In Rotation is a regular Opus feature where I post short reviews of noteworthy music, both new and old, that I’ve been listening to lately.
If you suddenly felt the need to look outside to see if the skies were getting a little greyer and colder, or if the leaves were changing colors, then it’s probably because The Clientele just announced Music for the Age of Miracles, their first new album in seven years. The album came about after bandleader Alasdair MacLean started jamming with an old friend who was a master of the santoor (a dulcimer-like instrument from Iran) and realized he had a new album’s worth of material (more details here).
“Lunar Days” is the album’s first single, and it’s everything you’ve come to expect from The Clientele: exquisite arrangements, delicate guitars and a fluid bassline, and of course, MacLean’s lazy voice and expressionistic lyrics, all tinged with melancholy and pining. And just like every other Clientele song, “Lunar Days” makes one yearn for autumn just a little bit more (especially if you’ve been experiencing the sort of abysmal heat and humidity we’ve had here in Nebraska lately).
Music for the Age of Miracles will be released on 9/22 by Merge.
Existing at the cross-roads between Slowdive and Low, with some heady psychedelia (à la Amp or Flying Saucer Attack) thrown in, Connecticut’s Landing creates haunting music that is certainly spaced out, but not so spaced out as to diminish or downplay its sonic and emotional beauty.
Complekt is the band’s most recent full-length, and it’s as good a starting point as any. The aptly titled “Light” opens the album with diaphanous guitars and Adrienne Snow’s vocals before giving way to the title track’s fiery psych-out. “Shifts” sets your expectations with buzzing drones only to confound them as eerie, nocturnal pools of sound begin to form. The album’s centerpiece is the 10-minute “Grow,” which finds Landing traveling deeper and deeper into ghostly guitar notes and Amp-like psychedelia.
I’m still making my way through the band’s considerable output — they’re nothing if not productive — like their 2014 self-titled album and the various EPs that really explore the band’s ambient and psychedelic tendencies. Their upcoming Taeppe EP promises to be something particularly special; the one song that’s currently available is one of their most gorgeous songs to date.
Fact: “There Is a Light That Never Goes Out” is one of the greatest songs of all time. Its brilliance as a sweeping, cinematic ode to alienation, regret, and unrequited love is such that, even if The Smiths had recorded nothing else, it alone would’ve forever cemented their place in the annals of music.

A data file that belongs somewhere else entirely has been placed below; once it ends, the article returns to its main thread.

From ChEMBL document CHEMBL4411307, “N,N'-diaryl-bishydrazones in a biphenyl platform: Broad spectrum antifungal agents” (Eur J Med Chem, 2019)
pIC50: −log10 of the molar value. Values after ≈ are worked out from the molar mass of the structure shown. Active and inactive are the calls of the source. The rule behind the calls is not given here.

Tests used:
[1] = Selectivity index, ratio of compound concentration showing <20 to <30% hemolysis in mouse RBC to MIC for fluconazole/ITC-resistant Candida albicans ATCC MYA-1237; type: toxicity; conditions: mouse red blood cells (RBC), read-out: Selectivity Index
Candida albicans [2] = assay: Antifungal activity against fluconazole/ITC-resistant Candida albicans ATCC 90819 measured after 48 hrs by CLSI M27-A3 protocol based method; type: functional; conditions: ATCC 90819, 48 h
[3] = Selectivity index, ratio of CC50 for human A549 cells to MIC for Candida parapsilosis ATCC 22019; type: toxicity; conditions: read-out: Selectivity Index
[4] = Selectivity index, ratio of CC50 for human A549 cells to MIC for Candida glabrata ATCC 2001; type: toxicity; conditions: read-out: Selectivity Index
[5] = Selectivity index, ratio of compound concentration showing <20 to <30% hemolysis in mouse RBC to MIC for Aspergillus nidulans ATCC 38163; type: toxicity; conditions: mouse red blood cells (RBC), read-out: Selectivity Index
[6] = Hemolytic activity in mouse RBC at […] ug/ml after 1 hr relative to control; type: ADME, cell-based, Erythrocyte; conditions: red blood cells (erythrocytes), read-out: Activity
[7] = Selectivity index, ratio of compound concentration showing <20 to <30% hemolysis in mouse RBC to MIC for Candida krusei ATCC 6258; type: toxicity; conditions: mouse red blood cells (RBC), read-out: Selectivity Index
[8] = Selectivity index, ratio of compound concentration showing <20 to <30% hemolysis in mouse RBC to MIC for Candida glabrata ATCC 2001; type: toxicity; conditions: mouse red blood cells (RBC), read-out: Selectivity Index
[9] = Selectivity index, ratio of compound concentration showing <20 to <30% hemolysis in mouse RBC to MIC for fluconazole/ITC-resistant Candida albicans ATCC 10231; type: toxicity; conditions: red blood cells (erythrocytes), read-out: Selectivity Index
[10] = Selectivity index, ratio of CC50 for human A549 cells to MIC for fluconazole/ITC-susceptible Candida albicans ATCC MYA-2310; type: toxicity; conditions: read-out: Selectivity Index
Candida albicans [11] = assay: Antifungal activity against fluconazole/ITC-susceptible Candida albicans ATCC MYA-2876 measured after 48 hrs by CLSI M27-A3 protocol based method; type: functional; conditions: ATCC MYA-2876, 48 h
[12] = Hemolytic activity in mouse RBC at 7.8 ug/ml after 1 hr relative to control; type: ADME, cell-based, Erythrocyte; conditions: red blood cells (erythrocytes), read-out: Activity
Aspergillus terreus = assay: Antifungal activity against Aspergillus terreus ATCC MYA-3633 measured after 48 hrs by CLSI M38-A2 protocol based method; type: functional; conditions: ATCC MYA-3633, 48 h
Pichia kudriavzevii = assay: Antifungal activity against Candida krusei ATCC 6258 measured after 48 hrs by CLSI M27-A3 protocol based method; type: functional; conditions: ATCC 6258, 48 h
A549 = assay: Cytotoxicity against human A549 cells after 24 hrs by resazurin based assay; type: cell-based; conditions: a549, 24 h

One therefore doesn’t cover a song like this lightly, and so The Daysleepers’ rendition is very faithful. There are no detours, revisions, or egregious remixes, because why mess with perfection? However, The Daysleepers do up the atmospherics a bit, as is their wont. The guitars chime just as much as Johnny Marr’s but with some additional gauziness, and the male/female vocals are swathed in several layers of reverb.
The result is a cover that feels more like a memory than a slavish reproduction, as if The Daysleepers are trying to evoke the rush of hearing the song for the very first time (and knowing instantly that it would be one of those songs in your life). All told, a brilliant return for The Daysleepers (this is their first release since 2014’s “Dream Within A Dreamworld” single) and a reverent tribute to one of alternative music’s finest compositions.
Chris Schlarb’s acclaimed Psychic Temple project could be described as “psychedelic,” “progressive,” and “jazz,” which is unfortunate since that might cause some to dismiss it out-of-hand for being too pretentious or something. But those descriptors do pack some truth to them, especially the first one, on a song like “Turn Off the Lights” (the first single from the band’s upcoming IV album).
Much of that is due to Dave Easley’s pedal steel, from which he coaxes gorgeously trippy sitar-like tones. The song as a whole is one of the poppier things that Psychic Temple has committed to tape, like the Beach Boys at their most “out there” even as the song is grounded by the vocals of Schlarb and legendary singer Terry Reid.
For all of the avant garde flourishes in Schlarb’s music, there’s nothing pretentious about it at all — and “Turn Off the Lights” is a perfect example of that.